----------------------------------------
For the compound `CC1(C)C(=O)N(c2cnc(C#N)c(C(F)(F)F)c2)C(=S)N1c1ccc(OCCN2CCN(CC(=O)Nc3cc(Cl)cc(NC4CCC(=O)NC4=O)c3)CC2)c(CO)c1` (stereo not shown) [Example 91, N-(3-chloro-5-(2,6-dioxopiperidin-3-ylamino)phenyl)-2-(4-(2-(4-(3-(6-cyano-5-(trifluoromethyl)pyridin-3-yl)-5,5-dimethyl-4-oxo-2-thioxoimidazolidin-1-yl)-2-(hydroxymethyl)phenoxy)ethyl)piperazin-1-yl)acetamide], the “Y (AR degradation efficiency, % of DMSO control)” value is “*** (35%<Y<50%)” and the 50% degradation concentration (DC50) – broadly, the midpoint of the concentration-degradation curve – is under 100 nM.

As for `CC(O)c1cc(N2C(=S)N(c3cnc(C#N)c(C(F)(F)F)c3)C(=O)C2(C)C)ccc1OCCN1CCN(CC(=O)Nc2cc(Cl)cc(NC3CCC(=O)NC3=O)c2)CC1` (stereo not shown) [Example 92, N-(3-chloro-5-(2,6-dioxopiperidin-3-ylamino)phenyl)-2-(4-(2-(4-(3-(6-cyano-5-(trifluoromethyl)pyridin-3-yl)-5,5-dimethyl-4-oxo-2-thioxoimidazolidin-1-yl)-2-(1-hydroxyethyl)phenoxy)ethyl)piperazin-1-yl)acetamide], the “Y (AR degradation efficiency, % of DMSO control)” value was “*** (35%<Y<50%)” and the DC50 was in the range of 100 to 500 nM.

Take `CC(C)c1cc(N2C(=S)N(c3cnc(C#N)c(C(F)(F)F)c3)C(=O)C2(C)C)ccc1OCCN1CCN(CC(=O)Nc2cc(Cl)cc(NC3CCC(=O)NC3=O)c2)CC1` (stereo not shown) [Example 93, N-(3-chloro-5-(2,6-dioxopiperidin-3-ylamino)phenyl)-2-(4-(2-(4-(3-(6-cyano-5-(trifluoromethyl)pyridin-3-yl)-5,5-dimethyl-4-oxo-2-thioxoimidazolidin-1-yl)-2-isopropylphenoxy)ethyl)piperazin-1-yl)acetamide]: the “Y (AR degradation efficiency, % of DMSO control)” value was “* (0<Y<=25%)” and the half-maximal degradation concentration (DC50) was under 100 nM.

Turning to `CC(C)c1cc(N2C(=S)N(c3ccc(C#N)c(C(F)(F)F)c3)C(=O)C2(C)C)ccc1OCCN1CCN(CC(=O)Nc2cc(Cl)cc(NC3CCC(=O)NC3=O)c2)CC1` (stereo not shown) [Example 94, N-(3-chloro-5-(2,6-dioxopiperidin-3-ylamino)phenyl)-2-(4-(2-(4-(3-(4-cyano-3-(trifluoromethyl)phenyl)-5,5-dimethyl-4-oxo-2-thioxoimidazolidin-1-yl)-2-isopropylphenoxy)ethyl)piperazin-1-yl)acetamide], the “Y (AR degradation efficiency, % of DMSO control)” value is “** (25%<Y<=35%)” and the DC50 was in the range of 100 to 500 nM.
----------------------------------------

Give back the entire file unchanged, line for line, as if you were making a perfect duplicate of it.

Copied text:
For the compound `CC1(C)C(=O)N(c2cnc(C#N)c(C(F)(F)F)c2)C(=S)N1c1ccc(OCCN2CCN(CC(=O)Nc3cc(Cl)cc(NC4CCC(=O)NC4=O)c3)CC2)c(CO)c1` (stereo not shown) [Example 91, N-(3-chloro-5-(2,6-dioxopiperidin-3-ylamino)phenyl)-2-(4-(2-(4-(3-(6-cyano-5-(trifluoromethyl)pyridin-3-yl)-5,5-dimethyl-4-oxo-2-thioxoimidazolidin-1-yl)-2-(hydroxymethyl)phenoxy)ethyl)piperazin-1-yl)acetamide], the “Y (AR degradation efficiency, % of DMSO control)” value is “*** (35%<Y<50%)” and the 50% degradation concentration (DC50) – broadly, the midpoint of the concentration-degradation curve – is under 100 nM.

As for `CC(O)c1cc(N2C(=S)N(c3cnc(C#N)c(C(F)(F)F)c3)C(=O)C2(C)C)ccc1OCCN1CCN(CC(=O)Nc2cc(Cl)cc(NC3CCC(=O)NC3=O)c2)CC1` (stereo not shown) [Example 92, N-(3-chloro-5-(2,6-dioxopiperidin-3-ylamino)phenyl)-2-(4-(2-(4-(3-(6-cyano-5-(trifluoromethyl)pyridin-3-yl)-5,5-dimethyl-4-oxo-2-thioxoimidazolidin-1-yl)-2-(1-hydroxyethyl)phenoxy)ethyl)piperazin-1-yl)acetamide], the “Y (AR degradation efficiency, % of DMSO control)” value was “*** (35%<Y<50%)” and the DC50 was in the range of 100 to 500 nM.

Take `CC(C)c1cc(N2C(=S)N(c3cnc(C#N)c(C(F)(F)F)c3)C(=O)C2(C)C)ccc1OCCN1CCN(CC(=O)Nc2cc(Cl)cc(NC3CCC(=O)NC3=O)c2)CC1` (stereo not shown) [Example 93, N-(3-chloro-5-(2,6-dioxopiperidin-3-ylamino)phenyl)-2-(4-(2-(4-(3-(6-cyano-5-(trifluoromethyl)pyridin-3-yl)-5,5-dimethyl-4-oxo-2-thioxoimidazolidin-1-yl)-2-isopropylphenoxy)ethyl)piperazin-1-yl)acetamide]: the “Y (AR degradation efficiency, % of DMSO control)” value was “* (0<Y<=25%)” and the half-maximal degradation concentration (DC50) was under 100 nM.

Turning to `CC(C)c1cc(N2C(=S)N(c3ccc(C#N)c(C(F)(F)F)c3)C(=O)C2(C)C)ccc1OCCN1CCN(CC(=O)Nc2cc(Cl)cc(NC3CCC(=O)NC3=O)c2)CC1` (stereo not shown) [Example 94, N-(3-chloro-5-(2,6-dioxopiperidin-3-ylamino)phenyl)-2-(4-(2-(4-(3-(4-cyano-3-(trifluoromethyl)phenyl)-5,5-dimethyl-4-oxo-2-thioxoimidazolidin-1-yl)-2-isopropylphenoxy)ethyl)piperazin-1-yl)acetamide], the “Y (AR degradation efficiency, % of DMSO control)” value is “** (25%<Y<=35%)” and the DC50 was in the range of 100 to 500 nM.